Wiseman: Whatever “thinking” goes on occurs in the editing. There is not much time during the shooting to think about the implications and structure. I usually don’t begin to think about structure until I am six to eight months into the editing, and have most of the candidate sequences in close to final form. Also, I do not like to explain a film.

Filmmaker: I know you don’t.

Wiseman: Because I don’t think that’s my job. My job is to make the film as best I can, and what I think about the subject matter is what you see in the final film. That is my job as the editor. So much of film editing—or at least editing these kinds of documentaries—has absolutely nothing to do with technical issues. It has to do with identifying to yourself what you think is happening in the rushes. Obviously, it has to do with technical things as well, but at least 50% of editing my films has to do with an attempt at an analysis of human behavior. The basic question is “Why?” Why does somebody ask for a cigarette at a given moment? Is there an explanation for the choice of one word rather than another? What’s the significance of the dress that a woman is wearing? Why does a client come to a welfare center wearing his military uniform? Why does someone pause in mid sentence? Is there an explanation for a change of tone? I mean, these are the kind of evaluations one is always making in ordinary experience when you meet people. You have to make these kinds of evaluations in more concentrated form when you are editing. This same sort of evaluation is going on between us in this conversation. In film editing it is more formalized and constant.

Basic Training

Filmmaker: Do you enjoy the different meanings that viewers make of your films?

Wiseman: I don’t spend that much time with audiences, but I do from time to time. One of the ways I make a living is doing my little buck and wing in schools and colleges.

Filmmaker: What colleges do you lecture at?

Wiseman: Whatever college invites and pays me. I like to do some lecturing but not too much because it takes a lot of time and travel and is tiring. Over the years I’ve talked in many colleges, universities and public libraries.

Filmmaker: What do you typically have to say to your audience about documentary filmmaking?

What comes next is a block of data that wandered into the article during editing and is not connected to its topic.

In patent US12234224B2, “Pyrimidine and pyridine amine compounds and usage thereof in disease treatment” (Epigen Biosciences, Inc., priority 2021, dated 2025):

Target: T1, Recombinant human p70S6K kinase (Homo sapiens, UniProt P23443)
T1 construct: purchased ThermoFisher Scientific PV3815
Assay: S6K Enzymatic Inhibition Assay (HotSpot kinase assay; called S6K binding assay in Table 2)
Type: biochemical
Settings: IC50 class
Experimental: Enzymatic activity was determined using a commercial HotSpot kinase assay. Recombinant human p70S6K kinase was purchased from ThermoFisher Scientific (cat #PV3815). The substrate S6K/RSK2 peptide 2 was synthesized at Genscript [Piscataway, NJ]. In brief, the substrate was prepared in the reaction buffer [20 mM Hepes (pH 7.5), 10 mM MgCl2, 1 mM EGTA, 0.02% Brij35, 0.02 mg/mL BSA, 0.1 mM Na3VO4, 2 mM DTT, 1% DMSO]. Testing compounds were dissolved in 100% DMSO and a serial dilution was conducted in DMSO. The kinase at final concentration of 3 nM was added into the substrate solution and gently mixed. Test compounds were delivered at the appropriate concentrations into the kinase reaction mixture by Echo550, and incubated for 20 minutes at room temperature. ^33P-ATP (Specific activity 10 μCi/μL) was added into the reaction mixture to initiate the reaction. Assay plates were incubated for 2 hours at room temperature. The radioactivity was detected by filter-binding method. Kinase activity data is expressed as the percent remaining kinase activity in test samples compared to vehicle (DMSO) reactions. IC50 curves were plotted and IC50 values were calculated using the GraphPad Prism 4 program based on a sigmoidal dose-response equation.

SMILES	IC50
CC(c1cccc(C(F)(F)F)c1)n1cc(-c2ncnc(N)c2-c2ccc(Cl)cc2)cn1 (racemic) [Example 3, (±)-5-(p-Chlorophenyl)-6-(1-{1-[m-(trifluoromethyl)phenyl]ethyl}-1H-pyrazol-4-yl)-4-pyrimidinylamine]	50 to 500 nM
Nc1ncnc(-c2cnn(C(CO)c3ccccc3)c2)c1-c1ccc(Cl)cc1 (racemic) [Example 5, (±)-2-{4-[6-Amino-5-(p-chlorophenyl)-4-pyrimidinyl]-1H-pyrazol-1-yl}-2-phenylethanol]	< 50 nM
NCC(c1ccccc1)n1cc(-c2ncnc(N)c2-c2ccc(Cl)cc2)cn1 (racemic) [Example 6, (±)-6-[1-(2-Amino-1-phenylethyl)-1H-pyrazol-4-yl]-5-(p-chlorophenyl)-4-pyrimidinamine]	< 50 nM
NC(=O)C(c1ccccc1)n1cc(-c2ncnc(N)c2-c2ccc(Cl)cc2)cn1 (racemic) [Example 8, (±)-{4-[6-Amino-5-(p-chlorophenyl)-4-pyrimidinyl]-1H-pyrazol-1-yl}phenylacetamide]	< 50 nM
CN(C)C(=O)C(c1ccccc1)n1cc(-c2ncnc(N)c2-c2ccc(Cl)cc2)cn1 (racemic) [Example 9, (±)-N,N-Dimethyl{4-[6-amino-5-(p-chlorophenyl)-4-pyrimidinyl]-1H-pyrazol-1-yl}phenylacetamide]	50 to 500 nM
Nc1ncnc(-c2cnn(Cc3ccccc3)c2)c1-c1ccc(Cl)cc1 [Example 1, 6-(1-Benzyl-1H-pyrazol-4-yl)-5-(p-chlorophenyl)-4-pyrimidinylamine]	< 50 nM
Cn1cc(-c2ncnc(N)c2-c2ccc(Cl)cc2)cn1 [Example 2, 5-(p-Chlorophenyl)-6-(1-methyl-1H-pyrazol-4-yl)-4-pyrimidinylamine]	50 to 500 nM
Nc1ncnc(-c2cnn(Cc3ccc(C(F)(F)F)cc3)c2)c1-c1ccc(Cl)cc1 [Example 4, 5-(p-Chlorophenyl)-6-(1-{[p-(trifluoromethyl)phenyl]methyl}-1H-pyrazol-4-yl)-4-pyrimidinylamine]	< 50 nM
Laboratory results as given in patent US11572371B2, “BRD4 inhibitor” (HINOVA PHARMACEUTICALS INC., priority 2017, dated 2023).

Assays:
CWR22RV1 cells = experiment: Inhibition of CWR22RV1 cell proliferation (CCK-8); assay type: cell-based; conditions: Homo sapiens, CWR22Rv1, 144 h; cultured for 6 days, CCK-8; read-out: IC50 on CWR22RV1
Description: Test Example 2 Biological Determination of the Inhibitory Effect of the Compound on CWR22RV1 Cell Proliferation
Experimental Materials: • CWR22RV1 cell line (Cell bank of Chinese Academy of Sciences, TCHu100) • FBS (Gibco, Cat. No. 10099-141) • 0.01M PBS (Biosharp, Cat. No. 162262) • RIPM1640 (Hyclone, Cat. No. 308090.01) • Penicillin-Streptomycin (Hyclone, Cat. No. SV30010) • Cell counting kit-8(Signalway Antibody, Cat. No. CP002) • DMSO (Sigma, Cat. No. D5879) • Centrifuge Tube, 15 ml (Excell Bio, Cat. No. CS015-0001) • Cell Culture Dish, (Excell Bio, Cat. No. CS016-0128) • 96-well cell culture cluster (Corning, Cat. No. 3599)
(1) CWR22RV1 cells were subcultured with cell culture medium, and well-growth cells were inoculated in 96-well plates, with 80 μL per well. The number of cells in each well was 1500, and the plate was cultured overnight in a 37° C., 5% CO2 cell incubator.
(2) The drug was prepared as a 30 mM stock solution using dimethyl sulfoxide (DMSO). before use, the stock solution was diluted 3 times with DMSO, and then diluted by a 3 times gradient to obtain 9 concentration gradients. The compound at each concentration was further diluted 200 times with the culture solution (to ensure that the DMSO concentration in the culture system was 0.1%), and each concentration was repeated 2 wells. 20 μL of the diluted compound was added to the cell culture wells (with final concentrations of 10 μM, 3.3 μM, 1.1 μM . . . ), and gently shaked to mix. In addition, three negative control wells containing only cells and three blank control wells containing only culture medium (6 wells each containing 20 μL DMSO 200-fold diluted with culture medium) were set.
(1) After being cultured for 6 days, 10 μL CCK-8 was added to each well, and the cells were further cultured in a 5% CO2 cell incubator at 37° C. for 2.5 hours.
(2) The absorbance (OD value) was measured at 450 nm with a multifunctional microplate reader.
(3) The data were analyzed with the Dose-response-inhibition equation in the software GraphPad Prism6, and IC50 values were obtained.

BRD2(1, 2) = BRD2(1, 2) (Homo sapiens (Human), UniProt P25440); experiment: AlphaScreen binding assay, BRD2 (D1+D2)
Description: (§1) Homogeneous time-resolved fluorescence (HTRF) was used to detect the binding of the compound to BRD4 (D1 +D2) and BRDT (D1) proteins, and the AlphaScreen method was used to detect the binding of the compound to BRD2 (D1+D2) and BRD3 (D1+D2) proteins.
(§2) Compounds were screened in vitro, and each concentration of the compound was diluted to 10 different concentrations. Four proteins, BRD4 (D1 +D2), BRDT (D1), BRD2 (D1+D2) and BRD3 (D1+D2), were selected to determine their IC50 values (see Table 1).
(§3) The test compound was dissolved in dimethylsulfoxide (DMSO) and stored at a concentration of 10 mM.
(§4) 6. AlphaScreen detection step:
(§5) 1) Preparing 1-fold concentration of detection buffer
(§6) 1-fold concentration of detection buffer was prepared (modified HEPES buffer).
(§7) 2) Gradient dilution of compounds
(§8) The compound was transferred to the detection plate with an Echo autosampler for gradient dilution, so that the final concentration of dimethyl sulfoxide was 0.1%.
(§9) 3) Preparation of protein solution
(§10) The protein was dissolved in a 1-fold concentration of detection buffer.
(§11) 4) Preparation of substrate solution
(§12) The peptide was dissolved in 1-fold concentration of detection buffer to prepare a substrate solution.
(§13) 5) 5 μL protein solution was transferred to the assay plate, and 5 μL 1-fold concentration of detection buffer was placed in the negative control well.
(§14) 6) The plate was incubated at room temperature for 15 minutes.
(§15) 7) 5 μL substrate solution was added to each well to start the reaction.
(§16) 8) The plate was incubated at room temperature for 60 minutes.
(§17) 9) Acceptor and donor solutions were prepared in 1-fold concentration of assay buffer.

Wiseman: One or more of my films are shown before I arrive. A film is also shown the day that I am present and I will use that to illustrate my talk. Also I sometimes show excerpts. I often take excerpts and reconstruct with the class—or the audience as the case may be—what my choices were in the editing, and why it was shot the way it was shot. One of my cliché responses is that editing is talking to yourself. So what I do is try to reconstruct with the audience the conversation I had with myself when I was editing, where I keep asking them the same “Why?” I ask myself.

Filmmaker: Does that question usually find a logical response for you? For example, Y follows X because that’s its chronology in time?

Wiseman: Editing, for me, always has been a combination of being very deductive and very associational. And if I’ve learned anything over the years, it’s that I should pay as much attention to the thoughts at the edge of my head as I do to the formal, logical and deductive. All the clichés are true. You can dream the cut. It can pop into your mind when you’re walking down the street, or taking a shower. I’ll tear what’s left of my hair out because I can’t resolve an editing issue. And I’ll go for a walk or I’ll have a nap or I’ll go back home and come back the next day, and “My God, there it is.” Without consciously working on the problem I will have been working on the problem. And whether the result is a good one or not, I don’t know. But it resolves it satisfactorily as far as I’m concerned.

Filmmaker: I’m interested in the importance of constraints to your work. You set rules for yourself, like setting your films within a defined geographical space. Are there are any other constraints that you place on yourself in the shooting or editing process?

Wiseman: Self-imposed constraints?

Filmmaker: Yes.

Wisman: I don’t know if this is a constraint or not, but I make the choice of not following one person. And I don’t accept any constraints from the subject, other than if somebody doesn’t want to be photographed I accept that without argument. I don’t accept any network constraints about length.

Filmmaker: And PBS has been pretty good to you about honoring that request.